IMG_1098 Maude

Getting To Know Them Better


For 32 years, the Laboratory for Experimental Medicine and Surgery in Primates (LEMSIP), a part of New York University’s (NYU) School of Medicine, housed 300 chimpanzees, many of who were subjected to invasive biomedical research in reproduction, blood transfusions, hepatitis B and HIV.

When the LEMSIP lab was closed in the mid-1990s, NYU planned to send the chimpanzees to another biomed research lab (the Coulston Foundation in New Mexico) that had many USDA and welfare violations for the negligent deaths of chimpanzees.   

LEMSIP’s head veterinarian, Dr. James Mahoney and many of his devoted staff worked quietly and quickly to get the youngest of these lab chimps out of biomed research and into sanctuaries before they could be moved to the Coulston lab.  Nearly 90 of the youngest chimps were secretly moved out of the New York lab in 1996 to several sanctuaries around the country. Of those 90, about 50 of the very youngest (infants, juveniles, and adolescents) were sent to the Wildlife Waystation in Los Angeles County where they lived for the next 25 years.   

In 2019, the Wildlife Waystation closed, and hundreds of animals living there – tigers, lions, bears, wolves, monkeys, birds, small mammals, and reptiles – were moved within the year to other facilities. But the remaining chimpanzees had to wait until space was built at four chimpanzee sanctuaries in the U.S.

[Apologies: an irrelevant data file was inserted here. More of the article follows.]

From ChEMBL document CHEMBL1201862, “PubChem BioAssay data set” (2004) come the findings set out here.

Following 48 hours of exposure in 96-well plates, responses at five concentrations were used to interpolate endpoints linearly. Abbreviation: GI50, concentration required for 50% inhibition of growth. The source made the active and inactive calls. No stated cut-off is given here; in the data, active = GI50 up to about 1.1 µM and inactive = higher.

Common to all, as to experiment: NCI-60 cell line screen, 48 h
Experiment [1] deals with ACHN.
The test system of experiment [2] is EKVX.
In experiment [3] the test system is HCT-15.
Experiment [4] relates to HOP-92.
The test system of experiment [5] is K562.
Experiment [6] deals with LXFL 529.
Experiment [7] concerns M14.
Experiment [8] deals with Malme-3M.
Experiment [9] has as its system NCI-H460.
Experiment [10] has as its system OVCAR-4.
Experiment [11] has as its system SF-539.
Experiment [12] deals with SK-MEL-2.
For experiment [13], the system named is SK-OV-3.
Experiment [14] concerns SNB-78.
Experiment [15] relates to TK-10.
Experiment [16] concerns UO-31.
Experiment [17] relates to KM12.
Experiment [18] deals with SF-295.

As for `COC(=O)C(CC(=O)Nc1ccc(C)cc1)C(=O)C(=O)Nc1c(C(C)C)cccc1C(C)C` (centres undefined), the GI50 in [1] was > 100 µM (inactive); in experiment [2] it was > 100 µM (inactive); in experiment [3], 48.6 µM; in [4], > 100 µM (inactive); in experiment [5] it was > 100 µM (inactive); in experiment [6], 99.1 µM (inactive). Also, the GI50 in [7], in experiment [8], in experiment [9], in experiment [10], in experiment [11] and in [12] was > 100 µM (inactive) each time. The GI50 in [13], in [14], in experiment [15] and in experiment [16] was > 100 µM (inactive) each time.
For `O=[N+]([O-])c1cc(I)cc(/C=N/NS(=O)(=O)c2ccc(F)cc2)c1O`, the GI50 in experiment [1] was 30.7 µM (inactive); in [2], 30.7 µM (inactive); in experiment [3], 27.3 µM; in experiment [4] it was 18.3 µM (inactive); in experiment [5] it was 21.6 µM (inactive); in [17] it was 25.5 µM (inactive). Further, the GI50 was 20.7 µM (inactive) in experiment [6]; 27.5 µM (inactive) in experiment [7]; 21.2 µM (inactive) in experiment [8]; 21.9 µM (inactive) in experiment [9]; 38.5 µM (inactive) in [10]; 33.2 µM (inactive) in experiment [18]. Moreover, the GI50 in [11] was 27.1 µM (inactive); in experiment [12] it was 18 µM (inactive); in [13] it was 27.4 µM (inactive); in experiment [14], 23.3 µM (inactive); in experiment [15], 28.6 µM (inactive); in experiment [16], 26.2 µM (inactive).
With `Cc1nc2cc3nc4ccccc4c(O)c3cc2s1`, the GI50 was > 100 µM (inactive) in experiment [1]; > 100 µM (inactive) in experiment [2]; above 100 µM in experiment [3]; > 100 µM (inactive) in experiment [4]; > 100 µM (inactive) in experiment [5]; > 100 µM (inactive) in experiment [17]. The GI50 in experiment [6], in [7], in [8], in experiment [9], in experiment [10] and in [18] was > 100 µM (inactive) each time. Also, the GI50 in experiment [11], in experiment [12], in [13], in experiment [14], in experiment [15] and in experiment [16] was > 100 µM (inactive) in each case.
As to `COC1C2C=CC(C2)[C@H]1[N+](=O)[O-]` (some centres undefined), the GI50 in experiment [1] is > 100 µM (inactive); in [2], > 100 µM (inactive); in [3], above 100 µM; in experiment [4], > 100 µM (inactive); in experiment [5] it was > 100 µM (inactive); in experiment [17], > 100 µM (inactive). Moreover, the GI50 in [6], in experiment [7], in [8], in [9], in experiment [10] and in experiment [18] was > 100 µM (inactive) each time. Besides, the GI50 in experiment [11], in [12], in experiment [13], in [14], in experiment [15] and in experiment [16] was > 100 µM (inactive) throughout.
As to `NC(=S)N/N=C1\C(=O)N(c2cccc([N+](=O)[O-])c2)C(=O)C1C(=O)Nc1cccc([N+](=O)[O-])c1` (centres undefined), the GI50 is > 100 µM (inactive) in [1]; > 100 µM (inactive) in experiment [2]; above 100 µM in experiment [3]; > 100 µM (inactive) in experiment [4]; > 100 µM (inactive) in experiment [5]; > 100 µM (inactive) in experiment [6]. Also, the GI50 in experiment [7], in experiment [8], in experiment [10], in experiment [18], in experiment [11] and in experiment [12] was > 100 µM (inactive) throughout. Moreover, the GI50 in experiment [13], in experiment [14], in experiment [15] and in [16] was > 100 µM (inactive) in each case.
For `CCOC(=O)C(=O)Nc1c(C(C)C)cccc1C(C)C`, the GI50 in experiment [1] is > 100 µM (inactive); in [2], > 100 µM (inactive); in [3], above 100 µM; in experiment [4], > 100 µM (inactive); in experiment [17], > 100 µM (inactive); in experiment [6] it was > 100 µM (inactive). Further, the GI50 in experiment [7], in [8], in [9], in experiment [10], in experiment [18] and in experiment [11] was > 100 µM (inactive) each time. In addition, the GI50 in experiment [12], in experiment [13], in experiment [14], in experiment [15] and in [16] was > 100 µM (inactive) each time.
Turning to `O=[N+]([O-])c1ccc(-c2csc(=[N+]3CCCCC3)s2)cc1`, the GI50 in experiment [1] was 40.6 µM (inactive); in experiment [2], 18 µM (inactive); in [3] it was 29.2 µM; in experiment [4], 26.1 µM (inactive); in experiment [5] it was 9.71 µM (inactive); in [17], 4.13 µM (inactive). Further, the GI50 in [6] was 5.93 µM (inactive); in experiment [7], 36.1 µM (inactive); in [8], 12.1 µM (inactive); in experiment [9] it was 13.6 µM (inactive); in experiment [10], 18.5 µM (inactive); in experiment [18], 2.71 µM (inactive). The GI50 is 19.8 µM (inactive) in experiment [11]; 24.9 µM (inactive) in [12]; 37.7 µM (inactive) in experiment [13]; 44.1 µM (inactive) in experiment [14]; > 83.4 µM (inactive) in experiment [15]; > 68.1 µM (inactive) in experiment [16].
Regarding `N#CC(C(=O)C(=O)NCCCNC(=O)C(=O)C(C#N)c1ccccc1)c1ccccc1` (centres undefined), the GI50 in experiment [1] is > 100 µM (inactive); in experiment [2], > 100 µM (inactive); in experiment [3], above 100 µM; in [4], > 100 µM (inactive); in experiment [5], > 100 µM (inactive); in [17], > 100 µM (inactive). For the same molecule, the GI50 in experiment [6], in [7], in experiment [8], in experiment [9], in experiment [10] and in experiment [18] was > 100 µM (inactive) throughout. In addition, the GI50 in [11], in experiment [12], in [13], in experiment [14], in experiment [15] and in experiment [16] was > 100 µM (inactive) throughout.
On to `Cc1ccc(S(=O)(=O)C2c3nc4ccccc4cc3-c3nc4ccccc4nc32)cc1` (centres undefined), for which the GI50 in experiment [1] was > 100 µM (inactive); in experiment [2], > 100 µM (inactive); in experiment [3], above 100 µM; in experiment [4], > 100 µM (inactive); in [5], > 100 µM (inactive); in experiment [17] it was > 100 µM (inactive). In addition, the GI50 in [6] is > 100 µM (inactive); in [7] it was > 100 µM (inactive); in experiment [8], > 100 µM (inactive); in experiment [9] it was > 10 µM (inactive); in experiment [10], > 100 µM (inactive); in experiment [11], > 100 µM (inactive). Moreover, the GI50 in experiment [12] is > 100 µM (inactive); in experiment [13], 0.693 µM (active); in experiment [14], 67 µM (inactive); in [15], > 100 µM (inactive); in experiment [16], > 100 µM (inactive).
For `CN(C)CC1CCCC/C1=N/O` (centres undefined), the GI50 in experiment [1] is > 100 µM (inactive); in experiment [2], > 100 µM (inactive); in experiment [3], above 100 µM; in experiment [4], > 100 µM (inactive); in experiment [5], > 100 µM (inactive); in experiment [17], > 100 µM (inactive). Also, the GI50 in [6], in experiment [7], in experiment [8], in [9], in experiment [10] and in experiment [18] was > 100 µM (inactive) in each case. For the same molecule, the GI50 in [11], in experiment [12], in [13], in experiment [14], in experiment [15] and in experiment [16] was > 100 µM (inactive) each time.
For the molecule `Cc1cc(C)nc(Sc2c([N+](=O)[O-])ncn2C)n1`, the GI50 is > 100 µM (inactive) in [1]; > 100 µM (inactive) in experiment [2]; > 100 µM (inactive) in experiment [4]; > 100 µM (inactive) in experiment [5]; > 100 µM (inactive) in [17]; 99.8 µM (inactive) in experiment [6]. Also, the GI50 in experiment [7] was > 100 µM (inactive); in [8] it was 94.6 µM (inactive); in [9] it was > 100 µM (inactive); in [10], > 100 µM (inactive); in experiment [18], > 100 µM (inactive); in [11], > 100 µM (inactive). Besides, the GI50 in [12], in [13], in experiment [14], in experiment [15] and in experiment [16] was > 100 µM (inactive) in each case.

Ewok, Josh, Billy, Mystery, Sabina, and Maude were the very youngest babies who were transported from LEMSIP to the Wildlife Waystation in 1996.  Today, in their 20s and 30s, their group was moved to the Center for Great Apes in November 2021 where they stepped out on the grass for the very first time in their lives!   


Maude was born in the New York LEMSIP lab shortly after Billy was born. They both were in the baby nursery together until they were secretly moved (at 9-11 months old) to the Wildlife Waystation in Los Angles to avoid having them transferred to an invasive research lab in New Mexico. When the Wildlife Waystation closed, Maude and Billy (along with their group including Ewok, Josh, Sabina, Mystery, and ShaSha) were moved to the Center for Great Apes in 2021.

Maude is a very sweet female but can also be tough at times. She does not like to shift from one room to another … or to go inside and outside, so she is usually the last one to come inside on a cold afternoon. She likes to sleep outside at night, and often naps during the day in the aerial tunnels.

Cardboard boxes are one of Maude’s favorite things to play with. She seems to like to spend time alone but often hangs out with Mystery or Billy. Maude is very intelligent and has many ways to convince her chimp friends and her caregivers to give her what she wants.

Back to Meet the Chimpanzee


October 1995

Interesting Facts


Caring for one of our apes costs over $27,000 a year. By symbolically adopting the ape of your choice, you are helping ensure your orangutan or chimpanzee's health, safety, and well-being.

Can't Adopt?

In addition to cash donations, the Center for Great Apes is always in need of food, enrichment items, and supplies. We welcome gifts of all kinds.


Want to know what we need? We have a list of things we would like to have.

Center for Orangutan and Chimpanzee Conservation, Inc. dba Center for Great Apes is a 501(c)(3) nonprofit organization, FEID 65-0444725.

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